“Water under the bridge,” the always insouciant Geltz concluded after rehashing the balks following the game—although he did marvel that “it’s all about interpretation” in baseball. But let’s not forget that the water, when it flooded with balks, had aggravated Geltz’s mood and nearly washed out his night on the mound. The two runs he allowed boosted his earned run average—the key statistic by which pitchers are measured—from 2.70 to 3.38. It generally takes an ERA below 3.00 for a pitcher like Geltz—five-foot-nine, undrafted out of school, recently part of an afterthought trade of relief pitchers—to get noticed by the major-league front office. Anything above 3.00 probably means that a diminutive minor-league reliever can count on sleeping on air mattresses and struggling to pay down the interest on his credit card until further notice. Bullpen pitchers usually throw just an inning or two in a game, two or three times a week, and it can take a lot of weeks of consecutive scoreless outings to get the high water of your ERA back down under the bridge of prospecthood. Kelvin Bultron’s balk call had just damaged Geltz’s bid for a major-league job. The idea that baseball is a game of interpretation isn’t exactly a reassuring one.
Geltz’s balky inning was the centerpiece of a mid-game trio of vexing interpretive controversies. In the bottom of the sixth inning and again the bottom of the seventh, a pair of Official Scorer decisions led to Press Box debates, although in the majority view (including mine) the Official Scorer had made the correct call both times. The second of these disagreements actually grew somewhat heated. The dissenter's insistence that the point was to get the call right was met with the rebuttal that the call was, officially, a judgment call, not one in which "right" had any fixed meaning. Yes, there was a rule in the rulebook, but in order to apply it, subjective judgment would first have to be made, and in this case the judgment rendered the rule inapplicable.
The whole night was strange, but the strangest thing about this second debate was that a simple and obvious response--namely, which of two fielders deserves to be charged with an error, if one must be charged?--could have quieted the matter, yet it was never made. This was a game that wanted to proceed by interpretation, it seemed, not by rules and definitions.
But these interpretive messes alone did not make this the Worst Game of the Year. What the players actually do on the field, in absolute terms, always dictates the mood of the evening. Etymology reminds us that all of us investigators--umpires and scorers and journalists (oh my!)--are vestigial: we track and trace, but we are also mere traces ourselves. The chaotic, belatedly controversial bottom of the seventh inning was made worse in real time by Lehigh Valley shortstop Michael Martinez. With a man on third and two outs, he fielded an easy grounder hit by Durham's Mike Fontenot, who didn't exactly hotfoot it down the line. Martinez thus had plenty of time to throw across to first base, but inexplicably short-armed it. The ball bounced and skipped past the first baseman, scoring the Bulls' ninth run. It was the second error of the game for Martinez, and he could easily have been charged with a third but for the Official Scorer's politeness.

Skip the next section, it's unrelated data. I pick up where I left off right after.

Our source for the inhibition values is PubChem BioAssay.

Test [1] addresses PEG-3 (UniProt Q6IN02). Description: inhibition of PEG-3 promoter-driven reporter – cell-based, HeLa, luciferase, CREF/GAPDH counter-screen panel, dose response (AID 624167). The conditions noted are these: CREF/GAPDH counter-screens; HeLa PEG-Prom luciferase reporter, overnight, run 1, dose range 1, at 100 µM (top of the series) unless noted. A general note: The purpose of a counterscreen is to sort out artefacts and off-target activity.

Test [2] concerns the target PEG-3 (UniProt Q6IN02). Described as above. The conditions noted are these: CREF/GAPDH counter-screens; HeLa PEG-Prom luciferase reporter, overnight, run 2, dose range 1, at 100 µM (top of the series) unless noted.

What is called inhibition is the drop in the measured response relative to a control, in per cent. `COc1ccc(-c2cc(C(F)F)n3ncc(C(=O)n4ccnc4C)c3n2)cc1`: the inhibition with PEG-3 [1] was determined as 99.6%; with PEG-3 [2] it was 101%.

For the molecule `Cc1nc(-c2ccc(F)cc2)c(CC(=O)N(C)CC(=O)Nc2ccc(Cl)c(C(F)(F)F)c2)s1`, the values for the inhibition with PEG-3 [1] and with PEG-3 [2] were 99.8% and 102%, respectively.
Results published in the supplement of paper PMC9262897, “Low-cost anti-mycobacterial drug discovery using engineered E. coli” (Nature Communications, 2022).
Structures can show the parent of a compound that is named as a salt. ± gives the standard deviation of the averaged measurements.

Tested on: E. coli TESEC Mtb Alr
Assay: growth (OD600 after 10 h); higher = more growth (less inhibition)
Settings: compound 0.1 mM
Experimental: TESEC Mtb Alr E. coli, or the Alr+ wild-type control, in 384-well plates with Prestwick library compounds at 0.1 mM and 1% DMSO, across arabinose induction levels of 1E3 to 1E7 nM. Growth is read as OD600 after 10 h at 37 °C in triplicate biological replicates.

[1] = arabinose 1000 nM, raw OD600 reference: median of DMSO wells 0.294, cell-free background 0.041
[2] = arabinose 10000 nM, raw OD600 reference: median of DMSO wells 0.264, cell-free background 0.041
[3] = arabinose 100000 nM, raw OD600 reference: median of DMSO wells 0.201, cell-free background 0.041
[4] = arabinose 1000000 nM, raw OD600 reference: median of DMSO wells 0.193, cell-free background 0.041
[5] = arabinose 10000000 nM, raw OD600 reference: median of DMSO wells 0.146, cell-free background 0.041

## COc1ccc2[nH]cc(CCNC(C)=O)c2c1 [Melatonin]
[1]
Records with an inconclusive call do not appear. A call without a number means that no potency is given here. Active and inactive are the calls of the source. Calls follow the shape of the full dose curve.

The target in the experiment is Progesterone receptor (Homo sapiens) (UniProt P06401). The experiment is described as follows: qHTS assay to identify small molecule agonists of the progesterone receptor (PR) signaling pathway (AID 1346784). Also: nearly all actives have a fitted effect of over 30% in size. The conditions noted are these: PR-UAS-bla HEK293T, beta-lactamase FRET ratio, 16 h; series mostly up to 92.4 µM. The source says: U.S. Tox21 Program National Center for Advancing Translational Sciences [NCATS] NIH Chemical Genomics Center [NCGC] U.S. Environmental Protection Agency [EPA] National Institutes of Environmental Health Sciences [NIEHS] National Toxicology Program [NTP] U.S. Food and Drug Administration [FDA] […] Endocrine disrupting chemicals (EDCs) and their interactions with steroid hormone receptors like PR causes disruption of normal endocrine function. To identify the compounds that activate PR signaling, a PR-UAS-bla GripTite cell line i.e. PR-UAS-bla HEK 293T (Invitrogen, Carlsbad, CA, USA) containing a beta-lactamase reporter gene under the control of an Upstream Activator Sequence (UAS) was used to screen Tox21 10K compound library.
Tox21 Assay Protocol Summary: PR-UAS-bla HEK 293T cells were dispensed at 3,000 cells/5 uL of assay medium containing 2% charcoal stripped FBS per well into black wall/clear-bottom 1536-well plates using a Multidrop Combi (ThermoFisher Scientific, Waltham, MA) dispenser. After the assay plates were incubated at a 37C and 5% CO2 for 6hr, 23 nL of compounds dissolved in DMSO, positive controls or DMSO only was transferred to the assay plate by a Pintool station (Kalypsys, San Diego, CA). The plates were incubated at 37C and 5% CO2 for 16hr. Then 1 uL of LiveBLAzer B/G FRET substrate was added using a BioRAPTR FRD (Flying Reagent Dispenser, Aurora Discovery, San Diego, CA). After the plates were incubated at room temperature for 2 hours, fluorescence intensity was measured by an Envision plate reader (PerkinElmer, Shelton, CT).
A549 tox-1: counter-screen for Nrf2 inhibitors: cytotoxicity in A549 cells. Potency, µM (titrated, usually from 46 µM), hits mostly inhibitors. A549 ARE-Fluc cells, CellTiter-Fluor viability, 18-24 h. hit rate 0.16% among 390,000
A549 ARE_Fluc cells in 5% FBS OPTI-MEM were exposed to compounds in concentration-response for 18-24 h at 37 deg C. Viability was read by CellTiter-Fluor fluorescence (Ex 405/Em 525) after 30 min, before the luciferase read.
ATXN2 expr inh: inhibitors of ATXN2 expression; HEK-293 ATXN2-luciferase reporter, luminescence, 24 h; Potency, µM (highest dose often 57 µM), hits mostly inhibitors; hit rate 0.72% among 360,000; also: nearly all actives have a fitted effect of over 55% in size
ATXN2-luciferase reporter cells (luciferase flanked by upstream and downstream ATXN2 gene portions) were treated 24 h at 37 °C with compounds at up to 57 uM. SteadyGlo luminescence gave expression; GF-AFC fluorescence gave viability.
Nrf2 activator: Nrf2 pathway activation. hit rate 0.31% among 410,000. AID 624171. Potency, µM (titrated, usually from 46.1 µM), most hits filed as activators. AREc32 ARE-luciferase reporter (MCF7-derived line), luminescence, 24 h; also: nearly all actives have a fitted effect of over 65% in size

In the top of the eighth inning, as if in sympathy for Martinez’s rough night, Durham shortstop Tim Beckham made his own short-arm throwing error, a virtual carbon copy of Martinez’s in the previous inning, allowing Darin Ruf to reach base. Steve Geltz, already victimized and slightly undone by the balk calls an inning prior, was this time undeterred. He retired the next three hitters easily; the last of them was--you guessed it--Michael Martinez. The best way to avoid the mess of interpretation? Don’t leave room for any.
Still, Durham reliever Adam Liberatore made sure to pad the game with a few more slovenly minutes in the ninth inning, using up 20 more pitches and allowing a double to Pete Orr before getting us all out of the ballpark. The Worst Game of the Year: clumsy, contentious, overfull, lame, sullen. With any luck, no other games will challenge its title. But they probably will—in fact, I missed one the very next night that may have topped it. Lehigh Valley drubbed the Bulls, 9-3, on May 11, but the Bulls probably beat themselves as much as the IronPigs did. Durham pitchers walked nine—nine!—batters, including four with the bases loaded, forcing in all the runs the IronPigs would need. The bases-loaded walk is probably the most deplorable, shameful play in all of baseball. To top it off, right after Durham reliever Will Inman walked consecutive batters with the bases loaded, he gave up a grand slam.
“Most games are lost, not won,” legendary manager Casey Stengel said. More interpretation.
After the controversial 12-6 game, I asked Bulls infielder Vince Belnome about the batting slump he was mired in. Belnome had been named International League Player of the Week for his astounding production from April 22-28, but spent the following week or so manufacturing equally astounding production--in exactly the opposite way: he hit just .094 in his next 32 at-bats (the Player of the Week curse strikes again).
“That’s baseball,” he said, not so much shrugging it off as allowing for the supremacy of the game’s inscrutable, hard-hearted laws of success and failure. He would say it again about a week later, after he had gone on another hitting tear: “That’s baseball”—that's baseball too, he might have added.
Interpretation notwithstanding, baseball does, after all, have some laws. Chief among them is gravity. What goes up must come down: earned run and batting averages, tempers, and especially fly balls. Some land in fielder’s gloves, some fall for hits. That is its own kind of interpretation, the interpretation of the Fates, or simply of happenstance—like how a coin lands when you flip it. The issue itself, whatever it is, is rarely all that important. It’s where you, or the Gods, come down on it that decides its impact. There’s probably something worse than worst.